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Kathryn L. Harry & Associates, P.C.
630-472-9700Available 24/7

dupage county family lawyersIt is an age-old question many people ask themselves: would I be better off in the long run if I waited a few years to get married? According to a recent study on the topic, the answer may be "it depends." It depends on what an individual wants out of a marriage and who they are in terms of their age, gender, and education levels. Overall, couples tend to be happier in a marriage when they marry early, although couples make more money when they postpone marriage. When they are broken down, the conclusions are a bit more nuanced. Ultimately though, some couples, no matter their age or income levels, may still choose to file for divorce.

Income Effects

According to the article, deciding whether or not to marry at all may have an effect on an individual's income. Men report a 20 percent increase in earnings after marriage. Women, on the other hand, report no change or even a slight decline in earnings. When children come into the picture, there is a consistent financial penalty for married women who have children versus those who don't.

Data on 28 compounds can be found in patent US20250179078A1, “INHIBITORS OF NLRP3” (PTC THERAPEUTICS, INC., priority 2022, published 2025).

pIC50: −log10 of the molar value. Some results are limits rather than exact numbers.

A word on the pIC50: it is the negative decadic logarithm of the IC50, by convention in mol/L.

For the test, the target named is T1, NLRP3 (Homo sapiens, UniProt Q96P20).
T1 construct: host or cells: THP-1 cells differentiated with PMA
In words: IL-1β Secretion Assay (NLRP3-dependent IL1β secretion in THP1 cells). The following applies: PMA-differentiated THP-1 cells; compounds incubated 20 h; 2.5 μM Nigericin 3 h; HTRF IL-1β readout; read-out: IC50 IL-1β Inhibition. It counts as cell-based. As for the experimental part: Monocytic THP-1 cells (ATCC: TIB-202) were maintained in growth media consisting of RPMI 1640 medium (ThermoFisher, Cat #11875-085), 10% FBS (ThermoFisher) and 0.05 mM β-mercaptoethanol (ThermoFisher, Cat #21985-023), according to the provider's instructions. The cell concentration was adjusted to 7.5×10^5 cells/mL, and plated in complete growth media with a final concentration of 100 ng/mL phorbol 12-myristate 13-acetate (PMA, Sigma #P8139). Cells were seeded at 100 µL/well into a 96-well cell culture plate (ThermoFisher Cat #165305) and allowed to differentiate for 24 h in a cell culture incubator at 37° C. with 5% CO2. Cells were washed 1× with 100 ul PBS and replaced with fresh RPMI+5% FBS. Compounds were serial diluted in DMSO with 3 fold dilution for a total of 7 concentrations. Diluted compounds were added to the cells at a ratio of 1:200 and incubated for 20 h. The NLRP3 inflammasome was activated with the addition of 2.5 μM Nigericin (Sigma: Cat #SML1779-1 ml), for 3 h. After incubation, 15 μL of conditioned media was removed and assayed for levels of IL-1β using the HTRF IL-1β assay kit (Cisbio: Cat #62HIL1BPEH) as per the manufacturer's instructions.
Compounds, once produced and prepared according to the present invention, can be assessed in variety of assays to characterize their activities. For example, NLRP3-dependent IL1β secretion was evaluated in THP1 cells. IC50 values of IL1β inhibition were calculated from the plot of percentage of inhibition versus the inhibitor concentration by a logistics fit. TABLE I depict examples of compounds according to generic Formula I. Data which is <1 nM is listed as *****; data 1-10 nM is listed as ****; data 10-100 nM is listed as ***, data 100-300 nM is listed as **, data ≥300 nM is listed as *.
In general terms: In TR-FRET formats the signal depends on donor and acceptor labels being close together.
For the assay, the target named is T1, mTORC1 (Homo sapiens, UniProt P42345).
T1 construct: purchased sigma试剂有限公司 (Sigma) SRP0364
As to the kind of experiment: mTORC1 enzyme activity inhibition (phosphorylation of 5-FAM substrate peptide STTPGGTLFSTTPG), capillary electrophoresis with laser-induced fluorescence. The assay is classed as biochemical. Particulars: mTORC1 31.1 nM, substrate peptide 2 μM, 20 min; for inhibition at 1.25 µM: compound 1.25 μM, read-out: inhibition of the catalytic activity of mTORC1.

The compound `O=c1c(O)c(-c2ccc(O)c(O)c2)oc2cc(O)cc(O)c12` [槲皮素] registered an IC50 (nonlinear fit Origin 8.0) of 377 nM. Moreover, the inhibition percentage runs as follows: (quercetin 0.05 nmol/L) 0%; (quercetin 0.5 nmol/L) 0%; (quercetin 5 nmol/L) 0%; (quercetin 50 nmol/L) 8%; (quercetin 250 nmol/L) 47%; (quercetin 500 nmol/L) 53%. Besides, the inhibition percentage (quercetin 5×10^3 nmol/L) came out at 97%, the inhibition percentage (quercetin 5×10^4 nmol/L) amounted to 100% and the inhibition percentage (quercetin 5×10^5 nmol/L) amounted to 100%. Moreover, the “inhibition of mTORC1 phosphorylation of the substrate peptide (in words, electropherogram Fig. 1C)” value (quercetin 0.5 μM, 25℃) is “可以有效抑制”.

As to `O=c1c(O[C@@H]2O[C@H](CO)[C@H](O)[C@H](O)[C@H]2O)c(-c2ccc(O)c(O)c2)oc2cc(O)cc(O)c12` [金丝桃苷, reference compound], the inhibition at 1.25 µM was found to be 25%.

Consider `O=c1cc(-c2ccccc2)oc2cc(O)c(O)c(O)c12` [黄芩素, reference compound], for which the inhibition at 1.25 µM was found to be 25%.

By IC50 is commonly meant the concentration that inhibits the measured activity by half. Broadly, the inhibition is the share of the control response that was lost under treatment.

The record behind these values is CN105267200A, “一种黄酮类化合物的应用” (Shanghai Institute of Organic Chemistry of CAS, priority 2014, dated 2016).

Illinois's Religious Freedom and Marriage Fairness Act, which grants same-sex couples the right to legally marry, goes into effect for all counties on June 1, 2014. In preparation for this historic day, our family law attorneys would like to share some basic legal and financial measures that couples can take to prepare wisely for their marriages.

Obtain a Marriage License

Before getting married, Illinois couples must obtain a marriage license. Obtaining a license is a standard and fairly straightforward procedure. The marrying spouses must apply in person at a local county clerk's office with valid identification documents (such as a driver's license or passport) in hand. No blood tests are required, and both parties must be 18 years old or older at the time of application, or 16 or 17 years old with proof of parental consent of the marriage.

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